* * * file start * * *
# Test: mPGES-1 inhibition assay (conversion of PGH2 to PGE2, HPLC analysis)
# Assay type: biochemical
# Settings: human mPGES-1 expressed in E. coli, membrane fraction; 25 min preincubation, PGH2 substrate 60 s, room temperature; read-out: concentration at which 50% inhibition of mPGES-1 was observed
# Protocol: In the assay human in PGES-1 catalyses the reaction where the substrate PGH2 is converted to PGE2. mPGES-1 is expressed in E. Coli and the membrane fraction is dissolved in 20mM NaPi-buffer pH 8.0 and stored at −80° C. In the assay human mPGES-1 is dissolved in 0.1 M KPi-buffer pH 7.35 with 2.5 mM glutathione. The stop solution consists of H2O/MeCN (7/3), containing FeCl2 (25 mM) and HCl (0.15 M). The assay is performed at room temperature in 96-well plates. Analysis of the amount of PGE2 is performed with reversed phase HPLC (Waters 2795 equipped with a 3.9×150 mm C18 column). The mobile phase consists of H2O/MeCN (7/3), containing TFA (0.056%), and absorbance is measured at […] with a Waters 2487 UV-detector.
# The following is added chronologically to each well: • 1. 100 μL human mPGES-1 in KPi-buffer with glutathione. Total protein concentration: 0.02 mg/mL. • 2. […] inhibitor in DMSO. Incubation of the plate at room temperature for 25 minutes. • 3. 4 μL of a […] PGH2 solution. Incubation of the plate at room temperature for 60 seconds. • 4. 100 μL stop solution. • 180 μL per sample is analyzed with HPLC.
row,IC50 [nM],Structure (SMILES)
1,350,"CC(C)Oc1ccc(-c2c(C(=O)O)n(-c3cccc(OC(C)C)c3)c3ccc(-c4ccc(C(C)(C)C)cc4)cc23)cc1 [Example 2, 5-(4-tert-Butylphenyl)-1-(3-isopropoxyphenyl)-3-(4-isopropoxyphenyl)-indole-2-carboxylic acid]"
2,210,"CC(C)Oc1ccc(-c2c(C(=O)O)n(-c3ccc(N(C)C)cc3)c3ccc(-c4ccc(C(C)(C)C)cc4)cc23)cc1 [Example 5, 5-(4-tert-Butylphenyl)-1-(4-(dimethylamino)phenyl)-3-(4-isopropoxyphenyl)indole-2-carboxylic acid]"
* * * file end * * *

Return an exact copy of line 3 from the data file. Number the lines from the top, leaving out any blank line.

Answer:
# Settings: human mPGES-1 expressed in E. coli, membrane fraction; 25 min preincubation, PGH2 substrate 60 s, room temperature; read-out: concentration at which 50% inhibition of mPGES-1 was observed